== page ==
Dismal state of South Asian trade  

Published: June 07, 2018 22:16:27 | Updated: June 09, 2018 22:03:57


It is quite disappointing that South Asia is still considered as one of the least integrated regions in the world in terms of trade, infrastructure, water, and energy cooperation. This view has once again been highlighted by a report published in this paper a few days ago. The study by Bangladesh Tariff Commission (BTC) has found a disappointingly slow growth of Bangladesh's exports to other South Asian countries in recent years. Thus, its exports to other member-countries of the South Asian Association for Regional Cooperation (SAARC) stood at US$ 670 million in the financial year (FY), 2011-12; the same increased by only US$ 39 million after a gap of five years. Similarly, its imports from the SAARC countries rose from US$ 5,376 million in FY 2011-12 to US$ 6,725 million in FY 2016-17.

Regrettably, the ratio of intra-regional trade in SAARC still hovers around 6.0 per cent of the total. This is much below 25 per cent for Association of South East Asian Nations (ASEAN), 35 per cent for East Asia, 45 per cent for ASEAN Plus-3, and 60 per cent for Europe. The BTC study attributed the current dismal state of trade-related affairs to different kinds of non-tariff and para-tariff barriers imposed by Bangladesh's neighbours. All these are happening despite the 'operationalisation' of South Asian Free Trade Area (SAFTA) since January 01, 2006.

SAFTA was meant to create a free trade area for a population currently estimated to be around 1.8 billion. Founded on reciprocity and mutuality, it was aimed at equitable benefits for all contracting states with due considerations for their levels of economic development, patterns of external trade, and tariff-cum-trading systems. Its main objective was to increase the level of trade cooperation among the SAARC countries by reducing tariffs and trade barriers. It recommended step-by-step negotiations for crossing successive stages through periodic reviews of tariffs. Recognition of the special needs of the least developed contracting states and preferential measures in their favour were also envisaged. But unfortunately, progress has been very sluggish in reducing tariffs and non-tariff barriers since the 'materialisation' of SAFTA. 

As pointed out by the BTC study, the non-tariff barriers being put up against Bangladeshi exports mainly relate to technical issues such as laboratory and chemical testing, labelling, packaging, sanitary requirements and quarantine. In addition, exports are also subjected to customs procedures like imposition of anti-dumping and countervailing duties, cess and para-tariffs.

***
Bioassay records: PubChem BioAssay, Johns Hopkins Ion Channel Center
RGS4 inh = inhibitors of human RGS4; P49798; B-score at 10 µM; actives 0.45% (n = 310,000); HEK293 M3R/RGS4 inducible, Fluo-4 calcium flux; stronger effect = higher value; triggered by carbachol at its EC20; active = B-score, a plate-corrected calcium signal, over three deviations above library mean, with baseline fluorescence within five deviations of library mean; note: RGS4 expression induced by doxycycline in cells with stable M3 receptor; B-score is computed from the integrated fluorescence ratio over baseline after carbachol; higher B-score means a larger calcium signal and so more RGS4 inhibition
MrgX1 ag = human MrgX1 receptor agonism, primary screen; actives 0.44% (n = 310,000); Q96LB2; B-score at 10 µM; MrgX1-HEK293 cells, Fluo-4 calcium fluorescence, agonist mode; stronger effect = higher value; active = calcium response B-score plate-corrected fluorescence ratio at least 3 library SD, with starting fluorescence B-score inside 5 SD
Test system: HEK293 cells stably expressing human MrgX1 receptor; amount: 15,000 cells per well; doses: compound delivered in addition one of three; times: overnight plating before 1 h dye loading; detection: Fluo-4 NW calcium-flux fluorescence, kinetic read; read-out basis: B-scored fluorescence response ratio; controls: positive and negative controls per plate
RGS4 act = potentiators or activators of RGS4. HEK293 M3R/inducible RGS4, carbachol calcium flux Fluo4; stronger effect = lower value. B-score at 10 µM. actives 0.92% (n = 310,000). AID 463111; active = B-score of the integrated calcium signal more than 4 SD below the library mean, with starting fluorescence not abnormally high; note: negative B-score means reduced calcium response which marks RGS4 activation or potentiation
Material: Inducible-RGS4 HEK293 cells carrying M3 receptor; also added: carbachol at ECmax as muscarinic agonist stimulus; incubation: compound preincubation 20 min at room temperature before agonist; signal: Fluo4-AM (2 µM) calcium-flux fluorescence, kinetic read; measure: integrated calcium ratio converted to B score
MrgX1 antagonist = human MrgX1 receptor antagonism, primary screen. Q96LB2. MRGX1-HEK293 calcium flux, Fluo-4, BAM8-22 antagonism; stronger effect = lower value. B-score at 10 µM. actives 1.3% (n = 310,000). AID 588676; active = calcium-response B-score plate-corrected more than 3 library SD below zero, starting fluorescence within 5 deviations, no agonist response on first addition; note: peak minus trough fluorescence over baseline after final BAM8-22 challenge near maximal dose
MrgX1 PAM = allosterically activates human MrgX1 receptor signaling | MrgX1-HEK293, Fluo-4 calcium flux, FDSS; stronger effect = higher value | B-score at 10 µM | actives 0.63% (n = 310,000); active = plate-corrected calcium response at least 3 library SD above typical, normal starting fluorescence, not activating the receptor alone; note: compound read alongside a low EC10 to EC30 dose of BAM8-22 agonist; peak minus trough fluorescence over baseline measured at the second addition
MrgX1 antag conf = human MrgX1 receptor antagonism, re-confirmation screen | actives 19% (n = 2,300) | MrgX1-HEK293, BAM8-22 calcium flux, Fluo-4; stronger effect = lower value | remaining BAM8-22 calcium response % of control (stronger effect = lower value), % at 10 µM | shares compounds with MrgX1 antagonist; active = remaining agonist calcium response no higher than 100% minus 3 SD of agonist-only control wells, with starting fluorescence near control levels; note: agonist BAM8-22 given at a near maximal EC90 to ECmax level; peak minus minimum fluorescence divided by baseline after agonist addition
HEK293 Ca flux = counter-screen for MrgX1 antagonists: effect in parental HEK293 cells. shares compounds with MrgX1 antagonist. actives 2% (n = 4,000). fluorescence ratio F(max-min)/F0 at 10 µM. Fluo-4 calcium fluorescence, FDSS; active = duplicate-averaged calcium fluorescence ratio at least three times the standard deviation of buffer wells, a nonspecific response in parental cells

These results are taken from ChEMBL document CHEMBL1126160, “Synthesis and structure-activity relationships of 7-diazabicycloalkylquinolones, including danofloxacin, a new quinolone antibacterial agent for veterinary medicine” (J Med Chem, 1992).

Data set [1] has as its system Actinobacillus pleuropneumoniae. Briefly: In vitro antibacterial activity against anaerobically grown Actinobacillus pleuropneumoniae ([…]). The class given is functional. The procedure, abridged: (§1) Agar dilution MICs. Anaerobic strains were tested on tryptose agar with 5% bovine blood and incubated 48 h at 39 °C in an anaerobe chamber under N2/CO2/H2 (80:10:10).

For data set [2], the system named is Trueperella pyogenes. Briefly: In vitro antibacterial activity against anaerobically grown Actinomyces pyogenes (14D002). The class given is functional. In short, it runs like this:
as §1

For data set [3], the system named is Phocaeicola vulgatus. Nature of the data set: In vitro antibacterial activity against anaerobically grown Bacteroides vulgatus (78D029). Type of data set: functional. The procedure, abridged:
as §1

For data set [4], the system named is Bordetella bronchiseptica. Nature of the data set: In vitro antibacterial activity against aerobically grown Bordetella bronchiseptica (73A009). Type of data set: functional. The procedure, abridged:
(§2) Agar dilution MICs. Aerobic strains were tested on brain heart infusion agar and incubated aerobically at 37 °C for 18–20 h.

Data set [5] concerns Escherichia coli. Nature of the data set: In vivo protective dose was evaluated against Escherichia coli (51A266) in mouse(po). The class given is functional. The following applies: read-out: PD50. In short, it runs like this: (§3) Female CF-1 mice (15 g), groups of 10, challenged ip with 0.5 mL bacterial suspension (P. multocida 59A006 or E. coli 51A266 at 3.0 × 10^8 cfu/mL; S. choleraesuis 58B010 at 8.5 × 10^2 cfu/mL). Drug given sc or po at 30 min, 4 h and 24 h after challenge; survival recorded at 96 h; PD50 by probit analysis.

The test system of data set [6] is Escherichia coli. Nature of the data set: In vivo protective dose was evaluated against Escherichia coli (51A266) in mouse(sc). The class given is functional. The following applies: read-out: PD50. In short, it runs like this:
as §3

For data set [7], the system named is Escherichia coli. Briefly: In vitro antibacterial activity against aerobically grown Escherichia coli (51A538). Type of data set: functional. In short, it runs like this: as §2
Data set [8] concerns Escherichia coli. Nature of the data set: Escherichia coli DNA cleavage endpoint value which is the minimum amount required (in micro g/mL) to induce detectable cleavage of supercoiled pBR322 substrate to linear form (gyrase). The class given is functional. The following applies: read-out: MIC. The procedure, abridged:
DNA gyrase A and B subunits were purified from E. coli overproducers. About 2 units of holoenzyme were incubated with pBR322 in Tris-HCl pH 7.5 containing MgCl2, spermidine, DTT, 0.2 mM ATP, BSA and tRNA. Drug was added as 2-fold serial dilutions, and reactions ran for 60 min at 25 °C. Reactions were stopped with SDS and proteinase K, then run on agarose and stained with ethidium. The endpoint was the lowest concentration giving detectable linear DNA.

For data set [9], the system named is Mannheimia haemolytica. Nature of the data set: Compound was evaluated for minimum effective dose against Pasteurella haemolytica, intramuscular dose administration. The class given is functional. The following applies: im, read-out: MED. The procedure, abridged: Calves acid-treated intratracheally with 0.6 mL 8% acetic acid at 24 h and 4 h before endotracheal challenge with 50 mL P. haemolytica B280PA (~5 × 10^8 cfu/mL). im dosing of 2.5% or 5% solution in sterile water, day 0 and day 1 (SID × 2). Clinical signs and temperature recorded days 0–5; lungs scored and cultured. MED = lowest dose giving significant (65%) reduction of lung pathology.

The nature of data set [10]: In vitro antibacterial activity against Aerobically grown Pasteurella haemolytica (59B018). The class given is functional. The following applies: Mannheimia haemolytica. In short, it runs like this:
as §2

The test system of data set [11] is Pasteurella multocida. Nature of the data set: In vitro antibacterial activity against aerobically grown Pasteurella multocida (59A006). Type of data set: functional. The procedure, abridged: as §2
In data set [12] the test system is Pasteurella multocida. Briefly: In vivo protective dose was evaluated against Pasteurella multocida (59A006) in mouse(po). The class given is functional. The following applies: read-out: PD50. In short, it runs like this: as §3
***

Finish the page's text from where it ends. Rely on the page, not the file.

This poor state of intra-regional trade in South Asia restricts the region's growth potential. Circuitous routes to markets, congested border crossings, dearth of communication infrastructure, high transportation costs and cumbersome regulatory requirements have been frequently identified as the causes for this situation. Many prescriptions have also been put forward over the years for improving it. In addition to eliminating tariffs and reducing non-tariff barriers, these include leveraging intra-regional investments, investing in efficient connectivity, harmonising standards through mutual recognition, and liberalising services, logistics, transportation. But sadly, the progress has been very slow and scanty in all these areas.

Originally, SAFTA aimed to bring down the customs duties of all traded goods to zero level by 2016. That deadline has already passed without any semblance of reaching the target. Going by the trend, full tariff elimination and sensitive list reduction will require, at least, another decade. But the non-tariff barriers remain a constant challenge to expansion of trade in South Asia. These barriers distort the market, discourage imports and often lead to higher prices for goods. Coordinated measures are therefore required at the regional level for addressing this chronic problem in order to gear up the growth of intra-regional trade. Accords like SAFTA make no sense unless they are enforced and implemented properly by the relevant parties.

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